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Sodium Chloride on the Surface of Europa


Sodium Chloride on the Surface of Europa

Samantha K Trumbo et al. Sci Adv.


The potential habitability of Europa's subsurface ocean depends on its chemical composition, which may be reflected in that of Europa's geologically young surface. Investigations using Galileo Near-Infrared Mapping Spectrometer data led to the prevailing view that Europa's endogenous units are rich in sulfate salts. However, recent ground-based infrared observations have suggested that, while regions experiencing sulfur radiolysis may contain sulfate salts, Europa's more pristine endogenous material may reflect a chloride-dominated composition. Chlorides have no identifying spectral features at infrared wavelengths, but develop distinct visible-wavelength absorptions under irradiation, like that experienced on the surface of Europa. Using spectra obtained with the Hubble Space Telescope, we present the detection of a 450-nm absorption indicative of irradiated sodium chloride on the surface. The feature correlates with geologically disrupted chaos terrain, suggesting an interior source. The presence of endogenous sodium chloride on the surface of Europa has important implications for our understanding of its subsurface chemistry.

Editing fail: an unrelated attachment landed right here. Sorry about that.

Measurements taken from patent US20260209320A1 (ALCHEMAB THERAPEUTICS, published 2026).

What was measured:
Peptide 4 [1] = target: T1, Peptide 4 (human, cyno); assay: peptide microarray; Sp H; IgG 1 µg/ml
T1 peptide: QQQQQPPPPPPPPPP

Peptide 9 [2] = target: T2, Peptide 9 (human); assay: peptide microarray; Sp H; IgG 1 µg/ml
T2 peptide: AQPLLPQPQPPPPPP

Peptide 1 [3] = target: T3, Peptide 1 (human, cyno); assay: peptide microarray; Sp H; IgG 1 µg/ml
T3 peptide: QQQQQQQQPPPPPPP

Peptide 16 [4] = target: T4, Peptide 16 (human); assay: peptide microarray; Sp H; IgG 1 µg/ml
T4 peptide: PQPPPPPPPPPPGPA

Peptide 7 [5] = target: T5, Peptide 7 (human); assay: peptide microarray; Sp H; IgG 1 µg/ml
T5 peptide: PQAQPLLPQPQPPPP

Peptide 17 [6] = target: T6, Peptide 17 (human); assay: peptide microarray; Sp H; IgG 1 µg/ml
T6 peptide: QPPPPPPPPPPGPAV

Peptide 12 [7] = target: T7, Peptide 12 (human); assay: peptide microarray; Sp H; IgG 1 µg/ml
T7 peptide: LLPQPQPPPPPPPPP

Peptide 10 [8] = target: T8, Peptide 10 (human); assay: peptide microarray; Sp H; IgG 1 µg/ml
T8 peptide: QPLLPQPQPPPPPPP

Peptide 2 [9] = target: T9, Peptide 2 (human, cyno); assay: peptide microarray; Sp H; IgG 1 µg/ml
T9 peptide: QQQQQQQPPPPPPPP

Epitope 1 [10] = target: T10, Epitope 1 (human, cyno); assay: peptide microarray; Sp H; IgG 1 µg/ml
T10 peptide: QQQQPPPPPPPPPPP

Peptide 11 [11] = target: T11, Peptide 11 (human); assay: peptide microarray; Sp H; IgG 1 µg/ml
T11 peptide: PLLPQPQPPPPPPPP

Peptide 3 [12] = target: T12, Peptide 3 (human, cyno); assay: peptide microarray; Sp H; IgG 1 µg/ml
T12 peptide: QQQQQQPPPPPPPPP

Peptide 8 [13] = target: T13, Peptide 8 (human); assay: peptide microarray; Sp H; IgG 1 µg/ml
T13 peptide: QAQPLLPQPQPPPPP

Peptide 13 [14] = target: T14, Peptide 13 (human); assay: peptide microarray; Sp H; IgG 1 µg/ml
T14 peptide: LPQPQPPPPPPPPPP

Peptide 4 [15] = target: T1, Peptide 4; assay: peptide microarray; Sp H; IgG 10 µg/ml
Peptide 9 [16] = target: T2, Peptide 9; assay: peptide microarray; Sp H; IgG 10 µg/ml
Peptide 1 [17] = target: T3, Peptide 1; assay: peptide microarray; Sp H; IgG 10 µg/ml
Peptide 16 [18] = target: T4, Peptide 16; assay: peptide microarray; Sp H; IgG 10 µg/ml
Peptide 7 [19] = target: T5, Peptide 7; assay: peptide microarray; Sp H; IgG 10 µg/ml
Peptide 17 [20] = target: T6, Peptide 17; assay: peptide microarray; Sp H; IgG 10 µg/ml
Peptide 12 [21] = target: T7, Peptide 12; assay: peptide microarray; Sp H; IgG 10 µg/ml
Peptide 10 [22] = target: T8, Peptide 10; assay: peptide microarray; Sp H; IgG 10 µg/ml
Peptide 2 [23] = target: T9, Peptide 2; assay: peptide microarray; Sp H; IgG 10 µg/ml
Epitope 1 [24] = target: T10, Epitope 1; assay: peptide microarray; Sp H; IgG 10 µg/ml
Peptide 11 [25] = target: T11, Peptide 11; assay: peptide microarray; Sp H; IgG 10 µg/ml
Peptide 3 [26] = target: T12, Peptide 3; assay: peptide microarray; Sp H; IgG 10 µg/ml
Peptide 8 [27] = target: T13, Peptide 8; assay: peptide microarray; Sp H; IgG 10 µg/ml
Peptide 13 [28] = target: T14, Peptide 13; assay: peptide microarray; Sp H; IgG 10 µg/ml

Fig. 1
Fig. 1. HST/STIS spectra showing a distinct 450nm spectral feature, consistent with an NaCl F-center absorption, and a clear lack of a 720nm NaCl M-center absorption.
(A) Single spectrum from within Tara Regio, which exhibits a particularly strong 450-nm absorption. The dashed line is a third-order polynomial continuum fit. The continuum-removed feature is included underneath the spectrum. Overlain in red is a continuum-removed laboratory spectrum of irradiated NaCl at 100 K, taken from figure 2 of (24). This spectrum corresponds to an NaCl F-center absorption that has evolved in the absence of unrealistic laboratory radiation fluxes. The laboratory F-center absorption has been scaled to match the depth of the observed feature. (B) High signal-to-noise spectrum produced by averaging all spectra from locations exhibiting a 450-nm feature, weighted by the strength of that feature in each location. The weighted average is divided by the average of all spectra from locations in which the 450-nm feature is absent and rescaled to approximate the known Europa continuum. A continuum-removed version is shown underneath the spectrum, where the vertical dashed line indicates the anticipated band center at 720 nm.
Fig. 2
Fig. 2. A map of the strength of the 450nm absorption.
The observed feature maps solely to the leading hemisphere. Black outlines correspond to large-scale chaos regions, mapped approximately from (44). The largest absorptions fall within the chaos region Tara Regio (~85°W), with additional concentration in eastern Powys Regio (~125°W). This distribution is separate from the geography of sulfur radiolysis and suggests a subsurface source, consistent with the chloride hypothesis for Europa’s endogenous material. The spatial resolution of the mapped data is ~150 km at the sub-observer point. Background image credit: NASA/JPL/Björn Jónsson/Steve Albers.

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